Philly, We’re Officially Living in an Apartheid State
When the vast amount of equity, wealth, and resources are controlled by a city’s racial minority, it’s time to start asking why.
Since moving to Philadelphia nearly a decade ago, I’ve never understood why people have embraced the term “majority-minority” as a way of describing the city.
Sure, I get that such terminology is a way to denote that a majority of the city’s population is comprised of racial groups that are minorities elsewhere in the country — but its usage also perpetuates the racial inequity that’s long been part of Philadelphia.
Being treated as a minority in a city where you are the majority is an experience Black and brown people grapple with on a regular basis. Which is why there is no other way to describe our city as being anything less than an apartheid state.
Apartheid is defined by Merriam-Webster as “racial segregation,” referencing the historical undertones of “a former policy of segregation and political and economic discrimination against non-European groups in the Republic of South Africa.”
During the late 20th century, South Africa had a predominately Black population that was marginalized in terms of equity, wealth, and resources. Although white South Africans were the racial minority, they were more affluent, held an absurd amount of influence and control in the region, and enforced mass discrimination and segregation. It would take ongoing political unrest and international pressure to eventually develop a fairer distribution of political power, which ultimately helped resolve civil conflict in South Africa.
Back home in Philadelphia, our current state of affairs has similarities to South Africa’s apartheid past. In terms of wealth and resource distribution, people of color are far behind in terms of access and representation, despite making up 66 percent of the city’s population. A recent Pew Charitable Trusts report titled “State of the City” notes that only 2.5 percent of businesses in Philly are Black-owned (despite Black people making up 43 percent of the city’s population). Meanwhile, white people — just 34 percent of the population in Philadelphia — are overrepresented in terms of municipal employment, healthcare, education, wealth generation, property-ownership, business growth, and more.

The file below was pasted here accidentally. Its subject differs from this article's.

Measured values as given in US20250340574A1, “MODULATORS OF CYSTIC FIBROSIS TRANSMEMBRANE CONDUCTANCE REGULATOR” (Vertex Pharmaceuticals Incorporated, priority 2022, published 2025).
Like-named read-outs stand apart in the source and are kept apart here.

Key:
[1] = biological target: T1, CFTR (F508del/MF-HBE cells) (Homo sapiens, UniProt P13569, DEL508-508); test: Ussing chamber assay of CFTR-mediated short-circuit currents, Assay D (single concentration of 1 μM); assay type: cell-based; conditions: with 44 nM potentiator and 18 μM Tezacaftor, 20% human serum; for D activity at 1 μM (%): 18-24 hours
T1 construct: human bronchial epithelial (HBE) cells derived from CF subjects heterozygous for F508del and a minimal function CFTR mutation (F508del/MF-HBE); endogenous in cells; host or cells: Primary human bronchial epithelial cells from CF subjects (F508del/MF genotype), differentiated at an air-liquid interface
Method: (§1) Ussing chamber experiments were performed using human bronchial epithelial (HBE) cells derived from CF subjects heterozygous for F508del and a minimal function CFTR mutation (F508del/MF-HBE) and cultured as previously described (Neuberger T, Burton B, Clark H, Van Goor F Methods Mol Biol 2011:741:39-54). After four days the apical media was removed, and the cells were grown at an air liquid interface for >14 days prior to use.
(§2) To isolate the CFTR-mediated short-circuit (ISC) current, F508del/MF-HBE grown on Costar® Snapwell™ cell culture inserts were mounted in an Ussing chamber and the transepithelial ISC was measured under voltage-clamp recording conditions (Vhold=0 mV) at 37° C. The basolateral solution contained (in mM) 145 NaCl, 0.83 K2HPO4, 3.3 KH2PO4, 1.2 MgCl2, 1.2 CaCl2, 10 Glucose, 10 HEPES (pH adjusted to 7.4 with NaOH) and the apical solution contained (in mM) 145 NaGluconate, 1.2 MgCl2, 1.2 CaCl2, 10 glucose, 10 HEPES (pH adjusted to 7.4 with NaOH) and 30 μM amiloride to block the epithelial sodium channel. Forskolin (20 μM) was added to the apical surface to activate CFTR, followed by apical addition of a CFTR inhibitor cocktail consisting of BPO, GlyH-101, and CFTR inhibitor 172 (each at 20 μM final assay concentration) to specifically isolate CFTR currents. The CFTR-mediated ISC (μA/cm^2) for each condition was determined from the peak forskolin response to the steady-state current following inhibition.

Translation: Unlike most underrepresented racial groups, white people’s minority status doesn’t equate to being socio-economically marginalized in this city.
The one major difference between Philadelphia and South Africa is in the realm of politics; most of the elected officials in our city are of color. From City Council members to state representatives, Black and brown people take the lead. And prior to Mayor Jim Kenney, the city had 16 consecutive years of Black mayoral leadership under the back-to-back terms of John Street and Michael Nutter. Given that long, rich history of diverse political leadership, one must then ask: why haven’t those accomplishments translated to equity within communities of color?
My personal guess: The institutional power players outside of City Hall who heavily influence policy don’t look like the very legislators who actually make the decisions. Politicians of color in Philadelphia are being influenced by predominately white CEOs, labor leaders, developers, and lobbyists, who hold a disproportionate amount of capital in the city, contribute to campaigns, and have the ability to make or break political leaders.
For example, one can easily argue that the reason gentrification and the massive displacement of impoverished people of color across the city hasn’t been seriously addressed is because of the clinched relationship between Black politicians and white developers. In Point Breeze, where Black residents are constantly in uproar about the massive gentrification in the area, their Council representative, Kenyatta Johnson, has raised more money than any other Council candidate with over $500,000 in financial contributions. According to recent numbers, many of Johnson’s campaign donors are from the real estate and building industry (more than 30 percent). It’s hard to ignore the level of influence such money could possibly have on an incumbent running in a contested race.
If you’re trying to figure out why much hasn’t been done in holding the building trades more accountable in diversifying their overwhelmingly white workforce — go follow the money. Philadelphia’s 50-plus construction labor unions are predominately white (an exception is the Laborers District Council Local 332, where people of color are a majority), and these unions are part of the city’s largest and most powerful of campaign finance sector. Perhaps that’s why it’s so hard for institutional change to happen outside of City Hall — those who hold the money and influence racially differ from those who hold elective office.
Which overall suggests that if this city doesn’t implement radical and immediate policies to address these disparities head on, we will continue to witness a devastating urban apartheid that’s already shaping up to be more embarrassing than South Africa — at least given that we already have the wherewithal and political power to fix it.
The late humanitarian Nelson Mandela said it best when he remarked: “The idea that any people can be inferior to another, to the point where those who consider themselves superior define and treat the rest as sub-human, denies the humanity even of those who elevate themselves to the status of gods.”